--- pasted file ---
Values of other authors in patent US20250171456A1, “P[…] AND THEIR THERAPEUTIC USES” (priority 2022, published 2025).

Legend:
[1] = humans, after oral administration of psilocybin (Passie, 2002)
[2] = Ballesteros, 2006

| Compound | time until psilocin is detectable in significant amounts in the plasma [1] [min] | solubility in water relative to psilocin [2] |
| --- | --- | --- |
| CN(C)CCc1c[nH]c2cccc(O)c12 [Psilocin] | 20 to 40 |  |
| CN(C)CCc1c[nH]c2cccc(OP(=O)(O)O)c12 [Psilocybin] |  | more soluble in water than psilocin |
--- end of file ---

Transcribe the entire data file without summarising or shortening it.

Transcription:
Values of other authors in patent US20250171456A1, “P[…] AND THEIR THERAPEUTIC USES” (priority 2022, published 2025).

Legend:
[1] = humans, after oral administration of psilocybin (Passie, 2002)
[2] = Ballesteros, 2006

| Compound | time until psilocin is detectable in significant amounts in the plasma [1] [min] | solubility in water relative to psilocin [2] |
| --- | --- | --- |
| CN(C)CCc1c[nH]c2cccc(O)c12 [Psilocin] | 20 to 40 |  |
| CN(C)CCc1c[nH]c2cccc(OP(=O)(O)O)c12 [Psilocybin] |  | more soluble in water than psilocin |